Located on the banks of the River Raisin in southwestern Washtenaw County, Sharon Mills County Park offers the opportunity to visit a significant historic site in a beautiful natural setting. Prior to its acquisition by the Washtenaw County Parks and Recreation Commission in 1999, Sharon Mills was most recently used to house a winery. The mill was originally constructed in the mid-1850s. It was then purchased and nearly rebuilt by Henry Ford in the 1930s for use as a small factory. Sharon Mills is listed on the State of Michigan Register of Historic Places. Click here for additional history.
Along with the Mill structure, the site includes extensive interpretive signage, as well as fishing, picnicking, and canoeing opportunities. Interpretive programs are conducted at the park, discussing both the history and ecology of the site.
This 170-acre park also includes a 3.8-mile hiking and mountain bike trail winding through open fields and along the mill pond. The trailhead is accessible from west side of Sharon Hollow Road (north of Pleasant Lake Road) and connects to additional protected land owned by The Nature Conservancy (Nan Weston Nature Preserve) and the State of Michigan's Sharonville State Game Area, totaling more than 6,000 acres of sensitive habitat. (Please note: bikes are not allowed in the Nan Weston Preserve or Sharonville State Game Area.)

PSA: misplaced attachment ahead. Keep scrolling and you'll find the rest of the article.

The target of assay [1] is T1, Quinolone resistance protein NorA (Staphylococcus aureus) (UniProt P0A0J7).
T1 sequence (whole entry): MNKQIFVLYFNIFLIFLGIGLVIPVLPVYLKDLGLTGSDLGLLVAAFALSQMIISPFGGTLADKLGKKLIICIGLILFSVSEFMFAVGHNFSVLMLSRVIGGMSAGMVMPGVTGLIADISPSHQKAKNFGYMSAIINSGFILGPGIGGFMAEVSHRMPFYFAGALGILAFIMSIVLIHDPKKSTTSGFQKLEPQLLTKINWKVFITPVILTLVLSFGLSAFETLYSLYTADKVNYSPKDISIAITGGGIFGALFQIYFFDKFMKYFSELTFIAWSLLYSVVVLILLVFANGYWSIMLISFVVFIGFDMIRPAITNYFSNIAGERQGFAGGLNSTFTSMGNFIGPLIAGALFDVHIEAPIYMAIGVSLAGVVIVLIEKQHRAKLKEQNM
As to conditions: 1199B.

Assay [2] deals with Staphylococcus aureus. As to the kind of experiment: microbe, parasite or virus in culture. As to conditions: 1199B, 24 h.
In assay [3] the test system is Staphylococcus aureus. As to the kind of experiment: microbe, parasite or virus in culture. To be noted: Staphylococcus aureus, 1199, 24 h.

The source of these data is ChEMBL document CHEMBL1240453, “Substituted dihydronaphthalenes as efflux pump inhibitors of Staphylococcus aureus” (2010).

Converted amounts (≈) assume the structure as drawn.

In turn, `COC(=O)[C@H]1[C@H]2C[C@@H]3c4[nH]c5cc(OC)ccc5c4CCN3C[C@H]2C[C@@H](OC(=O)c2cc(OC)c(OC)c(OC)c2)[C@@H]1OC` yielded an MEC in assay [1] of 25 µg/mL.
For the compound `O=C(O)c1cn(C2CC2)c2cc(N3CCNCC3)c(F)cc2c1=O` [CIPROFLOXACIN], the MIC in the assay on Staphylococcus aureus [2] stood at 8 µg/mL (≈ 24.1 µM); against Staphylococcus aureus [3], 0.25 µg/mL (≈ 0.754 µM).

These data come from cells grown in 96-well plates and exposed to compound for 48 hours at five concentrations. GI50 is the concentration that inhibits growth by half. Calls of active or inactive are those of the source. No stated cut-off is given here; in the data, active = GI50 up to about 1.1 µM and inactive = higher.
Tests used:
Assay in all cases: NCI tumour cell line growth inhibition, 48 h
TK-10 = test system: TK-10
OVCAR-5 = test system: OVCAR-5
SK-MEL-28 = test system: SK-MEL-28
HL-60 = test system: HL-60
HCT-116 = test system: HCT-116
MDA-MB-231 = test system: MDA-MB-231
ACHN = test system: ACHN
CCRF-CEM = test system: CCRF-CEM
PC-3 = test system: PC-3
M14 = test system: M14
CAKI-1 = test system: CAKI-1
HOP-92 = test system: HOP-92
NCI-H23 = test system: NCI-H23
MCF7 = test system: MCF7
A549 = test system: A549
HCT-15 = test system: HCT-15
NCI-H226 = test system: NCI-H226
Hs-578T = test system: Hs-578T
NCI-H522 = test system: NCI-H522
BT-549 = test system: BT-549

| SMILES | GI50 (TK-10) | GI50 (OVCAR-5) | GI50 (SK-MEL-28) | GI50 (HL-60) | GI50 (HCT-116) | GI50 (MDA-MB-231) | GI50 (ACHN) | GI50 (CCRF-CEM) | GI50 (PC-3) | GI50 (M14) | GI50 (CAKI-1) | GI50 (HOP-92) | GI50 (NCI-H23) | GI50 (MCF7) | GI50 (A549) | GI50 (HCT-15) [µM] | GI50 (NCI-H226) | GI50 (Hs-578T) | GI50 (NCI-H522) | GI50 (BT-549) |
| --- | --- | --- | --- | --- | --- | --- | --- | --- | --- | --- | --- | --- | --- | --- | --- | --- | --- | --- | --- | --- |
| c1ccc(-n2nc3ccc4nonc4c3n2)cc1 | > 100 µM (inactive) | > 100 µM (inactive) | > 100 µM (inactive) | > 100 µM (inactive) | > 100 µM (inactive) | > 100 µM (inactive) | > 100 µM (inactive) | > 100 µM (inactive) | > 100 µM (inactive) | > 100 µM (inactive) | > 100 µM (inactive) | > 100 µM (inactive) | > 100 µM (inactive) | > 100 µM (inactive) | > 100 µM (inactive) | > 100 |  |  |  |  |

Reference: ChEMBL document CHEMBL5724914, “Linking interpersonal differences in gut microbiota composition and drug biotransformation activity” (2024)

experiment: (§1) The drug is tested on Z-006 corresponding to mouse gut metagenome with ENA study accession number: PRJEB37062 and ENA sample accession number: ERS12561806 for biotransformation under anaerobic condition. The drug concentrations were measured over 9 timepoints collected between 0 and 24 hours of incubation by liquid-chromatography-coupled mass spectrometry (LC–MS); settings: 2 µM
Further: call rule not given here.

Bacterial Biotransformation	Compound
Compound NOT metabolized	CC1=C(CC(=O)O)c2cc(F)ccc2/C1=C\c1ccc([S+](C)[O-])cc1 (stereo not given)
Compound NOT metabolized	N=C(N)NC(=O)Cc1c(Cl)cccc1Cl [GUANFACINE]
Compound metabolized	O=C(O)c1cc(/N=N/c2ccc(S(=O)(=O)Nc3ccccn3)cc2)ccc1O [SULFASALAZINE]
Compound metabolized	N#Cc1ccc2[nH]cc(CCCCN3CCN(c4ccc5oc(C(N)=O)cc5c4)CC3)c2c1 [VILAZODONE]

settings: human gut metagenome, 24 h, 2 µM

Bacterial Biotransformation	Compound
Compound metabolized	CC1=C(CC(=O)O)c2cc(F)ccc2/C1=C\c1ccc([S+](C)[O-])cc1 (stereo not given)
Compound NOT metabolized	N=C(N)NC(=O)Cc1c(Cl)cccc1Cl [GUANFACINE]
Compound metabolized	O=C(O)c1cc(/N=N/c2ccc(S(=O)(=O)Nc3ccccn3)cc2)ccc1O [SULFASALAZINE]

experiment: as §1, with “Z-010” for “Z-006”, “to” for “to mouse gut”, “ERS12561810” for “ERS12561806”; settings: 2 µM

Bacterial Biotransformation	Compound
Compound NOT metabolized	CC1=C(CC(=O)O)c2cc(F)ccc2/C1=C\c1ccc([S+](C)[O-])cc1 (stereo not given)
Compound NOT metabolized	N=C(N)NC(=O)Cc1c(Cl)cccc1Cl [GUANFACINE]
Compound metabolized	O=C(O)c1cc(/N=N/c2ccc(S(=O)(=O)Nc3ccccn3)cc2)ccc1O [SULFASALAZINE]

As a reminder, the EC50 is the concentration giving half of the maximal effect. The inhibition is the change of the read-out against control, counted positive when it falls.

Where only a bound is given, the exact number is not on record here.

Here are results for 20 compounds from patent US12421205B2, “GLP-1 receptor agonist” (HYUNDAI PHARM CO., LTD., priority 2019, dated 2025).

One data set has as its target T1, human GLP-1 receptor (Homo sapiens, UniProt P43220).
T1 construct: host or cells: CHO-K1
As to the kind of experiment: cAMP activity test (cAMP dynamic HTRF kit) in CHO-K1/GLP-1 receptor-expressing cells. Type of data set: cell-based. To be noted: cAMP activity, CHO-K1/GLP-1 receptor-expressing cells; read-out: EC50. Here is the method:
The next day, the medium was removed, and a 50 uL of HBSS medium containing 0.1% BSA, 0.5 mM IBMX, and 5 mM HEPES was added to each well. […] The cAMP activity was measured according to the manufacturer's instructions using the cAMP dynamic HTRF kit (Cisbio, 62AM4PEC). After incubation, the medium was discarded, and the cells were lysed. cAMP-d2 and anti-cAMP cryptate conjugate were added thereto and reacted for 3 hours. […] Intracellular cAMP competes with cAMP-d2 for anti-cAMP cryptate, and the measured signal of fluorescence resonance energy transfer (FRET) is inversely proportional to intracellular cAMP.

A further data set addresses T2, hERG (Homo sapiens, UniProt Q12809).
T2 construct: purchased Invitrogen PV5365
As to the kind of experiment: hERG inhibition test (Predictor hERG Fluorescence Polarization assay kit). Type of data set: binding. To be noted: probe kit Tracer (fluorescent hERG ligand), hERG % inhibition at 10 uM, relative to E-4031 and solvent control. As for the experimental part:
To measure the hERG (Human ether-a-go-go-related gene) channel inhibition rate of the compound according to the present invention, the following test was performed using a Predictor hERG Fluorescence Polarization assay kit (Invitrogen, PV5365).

Sharon Mills County Park can be reserved for weddings and other private events. Reservations, handled through an arrangement with the local catering firm of Food Art Catered Affairs, Inc., provide a variety of rental options:
The Pavilion may be rented for $100.00.
The Mill Building may be rented for $350.00.
For Exclusive use of the Entire Park, the fee is $800.00.
For facility rental information, please contact the Sharon Mills County Park Events reservation line at (734) 222-9098.
News Note! In January of 2004, Sharon Mills County Park received a facility Design Award from the Michigan Recreation and Park Association. The award was presented to the Washtenaw County Parks and Recreation Commission, along with the consultants for the project: Cooper Design, Inc. and Beckett and Raeder, Inc.